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Old 08-10-2014, 09:04 PM   #1
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Had a customer needing AC repair which I gave to my friend. Turns out to be a nightmare intermittent low voltage control problem. The original board was burned, and had an oversized 10A fuse in it. Installed a new board, and it would blow the 5A fuses every 4-5 hrs.

Long story short, the original LV wire to the compressor had the problem. He replaced the wire, but told me the original wire on the contactor coil was using only one wire from the board, and the other side of the coil was from the metal frame ??? Using the metal as a neutral, but the voltage is only 24V from a different source ??? Odd how that even worked ?
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Old 08-10-2014, 09:08 PM   #2
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If the transformer had a grounded secondary and one side of the board was connected to the ungrounded conductor the other side of the board was grounded, it would work.
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Old 08-10-2014, 09:12 PM   #3
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If the transformer had a grounded secondary and one side of the board was connected to the ungrounded conductor the other side of the board was grounded, it would work.
AC voltage though and at a different voltage So the secondary of the LV transformer would not be grounded right ? So how could it get back to it's source ?
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Old 08-10-2014, 09:57 PM   #4
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AC voltage though and at a different voltage So the secondary of the LV transformer would not be grounded right ? So how could it get back to it's source ?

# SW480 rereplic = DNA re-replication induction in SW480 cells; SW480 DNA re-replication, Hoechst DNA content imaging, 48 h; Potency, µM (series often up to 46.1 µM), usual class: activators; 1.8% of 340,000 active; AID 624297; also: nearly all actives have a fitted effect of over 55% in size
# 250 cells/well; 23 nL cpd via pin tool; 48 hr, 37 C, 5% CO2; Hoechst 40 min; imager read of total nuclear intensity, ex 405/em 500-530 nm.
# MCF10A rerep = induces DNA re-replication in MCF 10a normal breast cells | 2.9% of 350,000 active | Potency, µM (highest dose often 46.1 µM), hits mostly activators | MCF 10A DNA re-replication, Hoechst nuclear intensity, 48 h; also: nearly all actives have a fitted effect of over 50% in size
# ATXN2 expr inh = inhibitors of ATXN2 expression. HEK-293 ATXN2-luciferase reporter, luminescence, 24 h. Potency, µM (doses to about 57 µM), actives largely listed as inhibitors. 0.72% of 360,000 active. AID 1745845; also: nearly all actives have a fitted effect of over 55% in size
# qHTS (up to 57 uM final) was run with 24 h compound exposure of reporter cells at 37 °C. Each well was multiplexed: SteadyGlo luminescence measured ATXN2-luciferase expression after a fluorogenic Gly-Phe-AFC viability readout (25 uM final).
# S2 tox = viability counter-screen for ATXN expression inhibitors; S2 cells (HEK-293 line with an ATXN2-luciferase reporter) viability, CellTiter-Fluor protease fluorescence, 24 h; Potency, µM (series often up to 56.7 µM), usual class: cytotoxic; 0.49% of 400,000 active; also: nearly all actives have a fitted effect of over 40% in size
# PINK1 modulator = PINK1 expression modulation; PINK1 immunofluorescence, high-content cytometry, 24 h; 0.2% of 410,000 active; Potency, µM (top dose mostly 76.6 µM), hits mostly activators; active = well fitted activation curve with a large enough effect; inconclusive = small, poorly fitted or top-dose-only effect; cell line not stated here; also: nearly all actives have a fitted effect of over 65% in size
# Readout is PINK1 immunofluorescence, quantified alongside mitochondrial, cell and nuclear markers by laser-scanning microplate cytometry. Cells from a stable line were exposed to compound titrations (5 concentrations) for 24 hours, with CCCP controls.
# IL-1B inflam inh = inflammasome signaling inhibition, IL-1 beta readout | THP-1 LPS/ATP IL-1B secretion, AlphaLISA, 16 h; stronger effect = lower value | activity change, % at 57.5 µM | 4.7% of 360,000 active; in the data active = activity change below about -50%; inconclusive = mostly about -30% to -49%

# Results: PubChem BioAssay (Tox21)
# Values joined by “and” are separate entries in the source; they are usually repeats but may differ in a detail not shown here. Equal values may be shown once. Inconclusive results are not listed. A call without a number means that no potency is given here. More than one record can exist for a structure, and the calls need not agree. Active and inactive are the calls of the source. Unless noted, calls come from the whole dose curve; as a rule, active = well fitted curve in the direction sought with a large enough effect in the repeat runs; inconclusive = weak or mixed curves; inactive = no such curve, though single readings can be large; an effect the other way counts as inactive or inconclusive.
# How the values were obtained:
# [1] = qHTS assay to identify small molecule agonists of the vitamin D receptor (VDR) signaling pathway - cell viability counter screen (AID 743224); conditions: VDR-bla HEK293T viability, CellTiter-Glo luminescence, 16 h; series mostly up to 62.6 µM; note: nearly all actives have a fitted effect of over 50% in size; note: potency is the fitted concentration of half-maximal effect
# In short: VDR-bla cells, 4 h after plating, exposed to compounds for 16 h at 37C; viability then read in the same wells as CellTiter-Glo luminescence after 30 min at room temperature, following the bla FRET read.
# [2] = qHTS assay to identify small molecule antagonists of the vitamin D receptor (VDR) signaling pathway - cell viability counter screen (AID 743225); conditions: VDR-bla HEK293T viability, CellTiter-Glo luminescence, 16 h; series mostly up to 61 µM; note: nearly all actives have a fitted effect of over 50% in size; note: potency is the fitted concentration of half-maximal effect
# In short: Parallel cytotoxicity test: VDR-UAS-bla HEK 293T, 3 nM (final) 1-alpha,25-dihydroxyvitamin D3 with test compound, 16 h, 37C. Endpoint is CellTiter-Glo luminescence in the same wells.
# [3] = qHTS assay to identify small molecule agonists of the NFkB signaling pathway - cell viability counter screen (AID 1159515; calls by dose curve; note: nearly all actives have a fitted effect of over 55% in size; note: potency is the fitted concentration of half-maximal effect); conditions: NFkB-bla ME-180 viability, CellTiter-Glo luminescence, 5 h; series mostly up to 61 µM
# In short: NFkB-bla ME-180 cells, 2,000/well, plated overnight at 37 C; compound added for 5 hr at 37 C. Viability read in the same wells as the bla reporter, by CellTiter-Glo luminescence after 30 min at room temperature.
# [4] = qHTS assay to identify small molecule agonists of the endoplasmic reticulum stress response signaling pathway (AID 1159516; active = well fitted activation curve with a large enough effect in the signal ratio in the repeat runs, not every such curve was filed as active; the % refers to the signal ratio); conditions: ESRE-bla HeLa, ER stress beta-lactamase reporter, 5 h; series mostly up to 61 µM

It had to be grounded either intentionally or accidentally.
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Old 08-10-2014, 10:05 PM   #5
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You know that single conductor circuit can't work, so follow your instincts. Get an ohmmeter and start ringing out paths to ground. If they're using the equipment frame as a return that complete circuit has to be there somewhere.

Is one side of the secondary hard grounded?
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Old 08-10-2014, 10:12 PM   #6
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YeahBad, has to be grounded. I didn't think those really small control transformers were internally grounded on the secondary is all.

Big John, We finished yesterday, I was just pondering
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Old 08-10-2014, 11:03 PM   #7
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YeahBad, has to be grounded. I didn't think those really small control transformers were internally grounded on the secondary is all.

Big John, We finished yesterday, I was just pondering
They aren't internally grounded. Someone had to jump one lead to ground.
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Old 08-10-2014, 11:10 PM   #8
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Like if they grounded the conductor at the transformer in the air handler the path would be to the main panel and then out to the condensing unit. It could/would also travel through the copper refrigerant lines between both units.
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Old 08-10-2014, 11:15 PM   #9
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I bet the trick of using the metal frame is a last ditch effort when you lose all but one conductor in your control wires to the compressor. Over 150' away, it was a real PIA to run. We just ran a temporary across the roofs of these condos to test if this was the problem.
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Old 08-10-2014, 11:58 PM   #10
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Carrier, Rheem and their associated brands have grounded secondaries on their control transformers in the air handlers.
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